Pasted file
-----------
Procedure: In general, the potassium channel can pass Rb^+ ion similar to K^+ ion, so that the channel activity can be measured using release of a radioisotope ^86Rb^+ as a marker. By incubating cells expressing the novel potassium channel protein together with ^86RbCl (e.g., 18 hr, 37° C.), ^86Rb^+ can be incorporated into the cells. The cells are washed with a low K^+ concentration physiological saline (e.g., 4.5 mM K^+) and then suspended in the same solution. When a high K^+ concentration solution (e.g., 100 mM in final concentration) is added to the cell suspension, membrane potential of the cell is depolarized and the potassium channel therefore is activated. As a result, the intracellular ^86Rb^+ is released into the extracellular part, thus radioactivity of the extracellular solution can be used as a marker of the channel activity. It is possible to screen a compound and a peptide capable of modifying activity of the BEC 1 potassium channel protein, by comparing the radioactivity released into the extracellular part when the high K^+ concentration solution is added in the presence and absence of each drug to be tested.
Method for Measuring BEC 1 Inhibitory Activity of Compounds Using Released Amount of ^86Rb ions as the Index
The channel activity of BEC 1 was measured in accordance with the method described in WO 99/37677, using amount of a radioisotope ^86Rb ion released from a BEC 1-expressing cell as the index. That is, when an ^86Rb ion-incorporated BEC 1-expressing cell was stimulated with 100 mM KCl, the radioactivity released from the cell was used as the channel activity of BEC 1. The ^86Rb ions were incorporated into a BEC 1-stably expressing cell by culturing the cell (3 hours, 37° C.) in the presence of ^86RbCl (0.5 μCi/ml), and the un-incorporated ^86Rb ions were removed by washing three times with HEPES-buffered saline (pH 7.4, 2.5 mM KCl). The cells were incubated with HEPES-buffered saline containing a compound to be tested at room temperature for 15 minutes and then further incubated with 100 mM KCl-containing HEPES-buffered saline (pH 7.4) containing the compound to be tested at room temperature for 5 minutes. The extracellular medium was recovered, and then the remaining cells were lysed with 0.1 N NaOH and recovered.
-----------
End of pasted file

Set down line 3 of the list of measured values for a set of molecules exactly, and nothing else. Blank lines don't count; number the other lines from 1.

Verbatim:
The channel activity of BEC 1 was measured in accordance with the method described in WO 99/37677, using amount of a radioisotope ^86Rb ion released from a BEC 1-expressing cell as the index. That is, when an ^86Rb ion-incorporated BEC 1-expressing cell was stimulated with 100 mM KCl, the radioactivity released from the cell was used as the channel activity of BEC 1. The ^86Rb ions were incorporated into a BEC 1-stably expressing cell by culturing the cell (3 hours, 37° C.) in the presence of ^86RbCl (0.5 μCi/ml), and the un-incorporated ^86Rb ions were removed by washing three times with HEPES-buffered saline (pH 7.4, 2.5 mM KCl). The cells were incubated with HEPES-buffered saline containing a compound to be tested at room temperature for 15 minutes and then further incubated with 100 mM KCl-containing HEPES-buffered saline (pH 7.4) containing the compound to be tested at room temperature for 5 minutes. The extracellular medium was recovered, and then the remaining cells were lysed with 0.1 N NaOH and recovered.